Wall City of Diyarbakir—my “home” province for two years, from 1965-1967, and the city of the same name where I went to buy staples every week or two, went to talk with the agriculturalists and doctors who might do something in our village. Our village, Koprubasi, was about twenty kilometers on a good gravel road from the city. We went by shared minibus called a “dol-moosh.” (Dolmak is to stuff, like stuffed peppers and tomatoes—and minibuses.) Or we hopped in a wagon pulled by a tractor. The village had maybe 50 houses; Diyarbakir over 100,000 people, and the old, walled city—five kilometers of walls built over centuries by Assyrians, Armenians, Persians, Romans, Suljuk and Ottoman Turks, and Kurds—still exists alongside a new city, Yenisehir. A fortress next to the Biblical Tigris, the point at which that river is navigable. With its neighbor, the Euphrates, cradle of the Fertile Crescent, the place in the world that gave us wheat, barley, cows, melons, and pistachios. Genghis Kahn and the Mongols ravaged the lands, killed thousands, and destroyed the extensive irrigation systems in the Crescent. Diyarbakir, now home to over a million, and extensively damaged by the earthquakes, long at the center of Turkish-Kurdish conflict is considered the capital of Turkish Kurdistan.
I was a Peace Corps Volunteer in Diyarbakir.
Gaziantep—famous for “Gaziantep Fistik,” or “Antep Fistik”: pistachio. I once took a bus from Diyarbakir to Antep, crossed the border at Kilis, and from there went to Aleppo in Syria. Hundreds of thousands of the 3.6 million Syrian refugees from the Syrian Civil War now in Turkey are living—had been living—in Gaziantep.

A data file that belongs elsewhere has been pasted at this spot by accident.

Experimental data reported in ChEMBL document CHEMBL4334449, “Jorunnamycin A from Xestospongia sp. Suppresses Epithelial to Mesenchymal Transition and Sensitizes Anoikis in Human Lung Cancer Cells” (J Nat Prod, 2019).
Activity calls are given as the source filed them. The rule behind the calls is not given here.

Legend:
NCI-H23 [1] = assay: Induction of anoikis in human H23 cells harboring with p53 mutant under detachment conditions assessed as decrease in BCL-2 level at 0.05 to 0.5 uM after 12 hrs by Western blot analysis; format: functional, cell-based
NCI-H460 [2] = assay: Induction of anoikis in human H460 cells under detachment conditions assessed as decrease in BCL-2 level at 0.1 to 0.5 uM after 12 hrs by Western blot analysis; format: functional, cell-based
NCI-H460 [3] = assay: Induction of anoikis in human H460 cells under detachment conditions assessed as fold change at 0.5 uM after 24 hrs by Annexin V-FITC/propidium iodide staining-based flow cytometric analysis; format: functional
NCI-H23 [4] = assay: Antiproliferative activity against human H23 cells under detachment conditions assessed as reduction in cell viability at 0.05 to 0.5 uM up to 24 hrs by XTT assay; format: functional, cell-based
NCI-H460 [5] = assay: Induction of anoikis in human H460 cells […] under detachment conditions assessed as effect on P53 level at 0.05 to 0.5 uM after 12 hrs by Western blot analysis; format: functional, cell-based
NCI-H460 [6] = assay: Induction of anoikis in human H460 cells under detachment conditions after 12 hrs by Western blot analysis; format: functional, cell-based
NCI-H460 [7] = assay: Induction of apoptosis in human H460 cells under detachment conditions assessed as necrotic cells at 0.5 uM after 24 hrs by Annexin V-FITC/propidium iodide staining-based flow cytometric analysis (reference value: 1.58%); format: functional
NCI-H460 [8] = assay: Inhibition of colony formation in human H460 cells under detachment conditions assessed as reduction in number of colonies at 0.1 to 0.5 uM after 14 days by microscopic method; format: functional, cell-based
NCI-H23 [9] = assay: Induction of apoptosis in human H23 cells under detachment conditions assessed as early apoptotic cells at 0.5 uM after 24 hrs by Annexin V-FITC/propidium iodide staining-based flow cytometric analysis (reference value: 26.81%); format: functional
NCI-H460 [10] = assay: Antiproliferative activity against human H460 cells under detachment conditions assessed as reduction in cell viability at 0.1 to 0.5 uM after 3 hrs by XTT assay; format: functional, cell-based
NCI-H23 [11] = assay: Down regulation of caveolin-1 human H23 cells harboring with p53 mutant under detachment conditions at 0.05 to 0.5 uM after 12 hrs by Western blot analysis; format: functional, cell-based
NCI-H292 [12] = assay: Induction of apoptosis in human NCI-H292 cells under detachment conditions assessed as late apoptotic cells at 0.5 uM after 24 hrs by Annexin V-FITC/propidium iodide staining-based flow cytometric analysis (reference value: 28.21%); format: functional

Aleppo—I stayed in a hotel with Turkish speakers. I don’t remember now whether they were Kurds, Armenians, or Syrian Turkmen who had been there since Seljuk times. But we could talk, and they took me around the city, showed me the citadel and the “tel,” the hill that rose about the flatlands that had been built up over centuries from the remains of stone and adobe structures. The city had been flattened in the 12 year-long War in Syria, a holdout against President Assad, and is still part of Northern Syria that is under the various control of Turks, Kurds, the Syrian regime and Syrian rebels. When the earthquake hit, I was amazed to learn that there were still 2 million people in Aleppo.
Adiyaman—the home of Kemal, a driver and mechanic at the Peace Corps office in Ankara. Kemal lived in Ankara, but his heart was in Adiyaman. Adiyaman is flattened by the quakes.
Antakya—Antioch of the Bible, where the name “Christian” reputedly emerged. An important city of the Roman Empire, later part of Byzantium, and, eventually, of the Ottoman Turkish Empire. Antakya was part of a French mandate after World War I—the European powers having divvied up the lands of the former Ottoman Empire after that War—before becoming part of the new Turkish Republic. What I remember is beautiful mosaics on the floor of an ancient building open to the sky. A caretaker swept the sand from the mosaics to show them, and then covered them again against the weather. Antakya is totally crumbled and flattened in the TV reports.
RPCV Rich Wandschneider (Turkey 1965-67) Turkey Staff, 1968-70.